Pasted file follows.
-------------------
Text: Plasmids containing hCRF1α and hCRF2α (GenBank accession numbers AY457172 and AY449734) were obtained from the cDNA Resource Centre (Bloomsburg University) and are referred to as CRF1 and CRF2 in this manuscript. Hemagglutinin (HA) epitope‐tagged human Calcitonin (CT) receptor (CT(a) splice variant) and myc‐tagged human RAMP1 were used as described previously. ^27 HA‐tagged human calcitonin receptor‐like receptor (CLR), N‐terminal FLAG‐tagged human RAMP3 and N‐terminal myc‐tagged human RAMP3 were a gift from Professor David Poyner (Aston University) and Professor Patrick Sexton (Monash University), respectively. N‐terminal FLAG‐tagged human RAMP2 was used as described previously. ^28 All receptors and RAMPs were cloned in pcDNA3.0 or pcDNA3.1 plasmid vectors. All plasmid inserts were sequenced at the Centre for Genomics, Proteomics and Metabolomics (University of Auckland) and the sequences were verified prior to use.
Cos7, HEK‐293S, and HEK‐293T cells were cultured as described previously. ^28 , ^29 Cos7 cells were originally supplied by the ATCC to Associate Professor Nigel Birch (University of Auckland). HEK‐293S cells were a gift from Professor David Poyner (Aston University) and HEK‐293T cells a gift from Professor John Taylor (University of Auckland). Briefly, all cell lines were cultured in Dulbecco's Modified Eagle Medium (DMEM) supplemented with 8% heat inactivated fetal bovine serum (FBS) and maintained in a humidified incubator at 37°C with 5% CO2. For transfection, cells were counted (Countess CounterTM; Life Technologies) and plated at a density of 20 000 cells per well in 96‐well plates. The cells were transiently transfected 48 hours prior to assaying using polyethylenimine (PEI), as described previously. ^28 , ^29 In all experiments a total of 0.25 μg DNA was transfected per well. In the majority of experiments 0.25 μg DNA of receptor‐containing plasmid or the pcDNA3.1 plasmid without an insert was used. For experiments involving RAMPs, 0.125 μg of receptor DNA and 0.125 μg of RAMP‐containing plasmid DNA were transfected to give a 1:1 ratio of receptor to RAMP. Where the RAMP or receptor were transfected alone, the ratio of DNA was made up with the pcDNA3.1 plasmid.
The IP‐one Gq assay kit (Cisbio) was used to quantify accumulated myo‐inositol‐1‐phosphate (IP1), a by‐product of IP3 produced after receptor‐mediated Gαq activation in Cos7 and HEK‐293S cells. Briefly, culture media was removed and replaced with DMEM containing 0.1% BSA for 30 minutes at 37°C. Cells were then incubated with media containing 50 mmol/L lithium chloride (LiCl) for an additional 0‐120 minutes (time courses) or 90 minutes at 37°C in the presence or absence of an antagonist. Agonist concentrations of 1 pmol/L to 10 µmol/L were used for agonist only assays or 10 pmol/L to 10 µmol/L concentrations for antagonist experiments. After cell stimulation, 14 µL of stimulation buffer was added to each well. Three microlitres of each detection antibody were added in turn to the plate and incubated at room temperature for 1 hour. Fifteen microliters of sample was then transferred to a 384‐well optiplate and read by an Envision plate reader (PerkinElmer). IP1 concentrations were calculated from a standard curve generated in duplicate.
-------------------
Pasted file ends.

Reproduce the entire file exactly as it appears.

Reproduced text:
Text: Plasmids containing hCRF1α and hCRF2α (GenBank accession numbers AY457172 and AY449734) were obtained from the cDNA Resource Centre (Bloomsburg University) and are referred to as CRF1 and CRF2 in this manuscript. Hemagglutinin (HA) epitope‐tagged human Calcitonin (CT) receptor (CT(a) splice variant) and myc‐tagged human RAMP1 were used as described previously. ^27 HA‐tagged human calcitonin receptor‐like receptor (CLR), N‐terminal FLAG‐tagged human RAMP3 and N‐terminal myc‐tagged human RAMP3 were a gift from Professor David Poyner (Aston University) and Professor Patrick Sexton (Monash University), respectively. N‐terminal FLAG‐tagged human RAMP2 was used as described previously. ^28 All receptors and RAMPs were cloned in pcDNA3.0 or pcDNA3.1 plasmid vectors. All plasmid inserts were sequenced at the Centre for Genomics, Proteomics and Metabolomics (University of Auckland) and the sequences were verified prior to use.
Cos7, HEK‐293S, and HEK‐293T cells were cultured as described previously. ^28 , ^29 Cos7 cells were originally supplied by the ATCC to Associate Professor Nigel Birch (University of Auckland). HEK‐293S cells were a gift from Professor David Poyner (Aston University) and HEK‐293T cells a gift from Professor John Taylor (University of Auckland). Briefly, all cell lines were cultured in Dulbecco's Modified Eagle Medium (DMEM) supplemented with 8% heat inactivated fetal bovine serum (FBS) and maintained in a humidified incubator at 37°C with 5% CO2. For transfection, cells were counted (Countess CounterTM; Life Technologies) and plated at a density of 20 000 cells per well in 96‐well plates. The cells were transiently transfected 48 hours prior to assaying using polyethylenimine (PEI), as described previously. ^28 , ^29 In all experiments a total of 0.25 μg DNA was transfected per well. In the majority of experiments 0.25 μg DNA of receptor‐containing plasmid or the pcDNA3.1 plasmid without an insert was used. For experiments involving RAMPs, 0.125 μg of receptor DNA and 0.125 μg of RAMP‐containing plasmid DNA were transfected to give a 1:1 ratio of receptor to RAMP. Where the RAMP or receptor were transfected alone, the ratio of DNA was made up with the pcDNA3.1 plasmid.
The IP‐one Gq assay kit (Cisbio) was used to quantify accumulated myo‐inositol‐1‐phosphate (IP1), a by‐product of IP3 produced after receptor‐mediated Gαq activation in Cos7 and HEK‐293S cells. Briefly, culture media was removed and replaced with DMEM containing 0.1% BSA for 30 minutes at 37°C. Cells were then incubated with media containing 50 mmol/L lithium chloride (LiCl) for an additional 0‐120 minutes (time courses) or 90 minutes at 37°C in the presence or absence of an antagonist. Agonist concentrations of 1 pmol/L to 10 µmol/L were used for agonist only assays or 10 pmol/L to 10 µmol/L concentrations for antagonist experiments. After cell stimulation, 14 µL of stimulation buffer was added to each well. Three microlitres of each detection antibody were added in turn to the plate and incubated at room temperature for 1 hour. Fifteen microliters of sample was then transferred to a 384‐well optiplate and read by an Envision plate reader (PerkinElmer). IP1 concentrations were calculated from a standard curve generated in duplicate.